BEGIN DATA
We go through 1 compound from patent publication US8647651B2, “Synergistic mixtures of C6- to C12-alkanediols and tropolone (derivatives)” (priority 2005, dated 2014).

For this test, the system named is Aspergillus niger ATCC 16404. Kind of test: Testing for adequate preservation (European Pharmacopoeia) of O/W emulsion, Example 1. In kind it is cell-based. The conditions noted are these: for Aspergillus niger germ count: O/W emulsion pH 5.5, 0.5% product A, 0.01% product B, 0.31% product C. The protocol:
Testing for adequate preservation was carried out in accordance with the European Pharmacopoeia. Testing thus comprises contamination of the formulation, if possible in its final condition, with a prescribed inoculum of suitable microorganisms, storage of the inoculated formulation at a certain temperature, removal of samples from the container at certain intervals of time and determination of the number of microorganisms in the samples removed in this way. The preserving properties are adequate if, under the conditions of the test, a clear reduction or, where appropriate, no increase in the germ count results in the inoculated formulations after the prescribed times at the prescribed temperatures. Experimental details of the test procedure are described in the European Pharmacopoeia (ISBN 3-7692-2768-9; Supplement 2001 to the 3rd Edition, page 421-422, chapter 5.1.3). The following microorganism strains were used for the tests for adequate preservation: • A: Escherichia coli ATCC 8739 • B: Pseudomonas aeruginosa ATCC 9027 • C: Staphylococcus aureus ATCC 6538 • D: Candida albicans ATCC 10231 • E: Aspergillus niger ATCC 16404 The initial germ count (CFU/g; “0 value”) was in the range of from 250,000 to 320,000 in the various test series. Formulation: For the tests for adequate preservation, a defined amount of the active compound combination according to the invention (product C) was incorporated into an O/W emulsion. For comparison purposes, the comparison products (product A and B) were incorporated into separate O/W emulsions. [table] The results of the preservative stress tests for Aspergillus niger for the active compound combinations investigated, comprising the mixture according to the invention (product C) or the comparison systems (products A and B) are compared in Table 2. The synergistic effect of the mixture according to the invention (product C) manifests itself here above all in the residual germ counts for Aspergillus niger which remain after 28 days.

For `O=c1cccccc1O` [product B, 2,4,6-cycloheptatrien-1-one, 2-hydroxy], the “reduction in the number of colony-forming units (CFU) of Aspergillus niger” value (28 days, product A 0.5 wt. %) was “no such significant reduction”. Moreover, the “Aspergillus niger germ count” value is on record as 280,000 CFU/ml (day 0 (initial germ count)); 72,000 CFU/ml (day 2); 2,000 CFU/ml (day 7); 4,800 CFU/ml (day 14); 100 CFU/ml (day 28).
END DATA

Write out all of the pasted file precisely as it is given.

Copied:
We go through 1 compound from patent publication US8647651B2, “Synergistic mixtures of C6- to C12-alkanediols and tropolone (derivatives)” (priority 2005, dated 2014).

For this test, the system named is Aspergillus niger ATCC 16404. Kind of test: Testing for adequate preservation (European Pharmacopoeia) of O/W emulsion, Example 1. In kind it is cell-based. The conditions noted are these: for Aspergillus niger germ count: O/W emulsion pH 5.5, 0.5% product A, 0.01% product B, 0.31% product C. The protocol:
Testing for adequate preservation was carried out in accordance with the European Pharmacopoeia. Testing thus comprises contamination of the formulation, if possible in its final condition, with a prescribed inoculum of suitable microorganisms, storage of the inoculated formulation at a certain temperature, removal of samples from the container at certain intervals of time and determination of the number of microorganisms in the samples removed in this way. The preserving properties are adequate if, under the conditions of the test, a clear reduction or, where appropriate, no increase in the germ count results in the inoculated formulations after the prescribed times at the prescribed temperatures. Experimental details of the test procedure are described in the European Pharmacopoeia (ISBN 3-7692-2768-9; Supplement 2001 to the 3rd Edition, page 421-422, chapter 5.1.3). The following microorganism strains were used for the tests for adequate preservation: • A: Escherichia coli ATCC 8739 • B: Pseudomonas aeruginosa ATCC 9027 • C: Staphylococcus aureus ATCC 6538 • D: Candida albicans ATCC 10231 • E: Aspergillus niger ATCC 16404 The initial germ count (CFU/g; “0 value”) was in the range of from 250,000 to 320,000 in the various test series. Formulation: For the tests for adequate preservation, a defined amount of the active compound combination according to the invention (product C) was incorporated into an O/W emulsion. For comparison purposes, the comparison products (product A and B) were incorporated into separate O/W emulsions. [table] The results of the preservative stress tests for Aspergillus niger for the active compound combinations investigated, comprising the mixture according to the invention (product C) or the comparison systems (products A and B) are compared in Table 2. The synergistic effect of the mixture according to the invention (product C) manifests itself here above all in the residual germ counts for Aspergillus niger which remain after 28 days.

For `O=c1cccccc1O` [product B, 2,4,6-cycloheptatrien-1-one, 2-hydroxy], the “reduction in the number of colony-forming units (CFU) of Aspergillus niger” value (28 days, product A 0.5 wt. %) was “no such significant reduction”. Moreover, the “Aspergillus niger germ count” value is on record as 280,000 CFU/ml (day 0 (initial germ count)); 72,000 CFU/ml (day 2); 2,000 CFU/ml (day 7); 4,800 CFU/ml (day 14); 100 CFU/ml (day 28).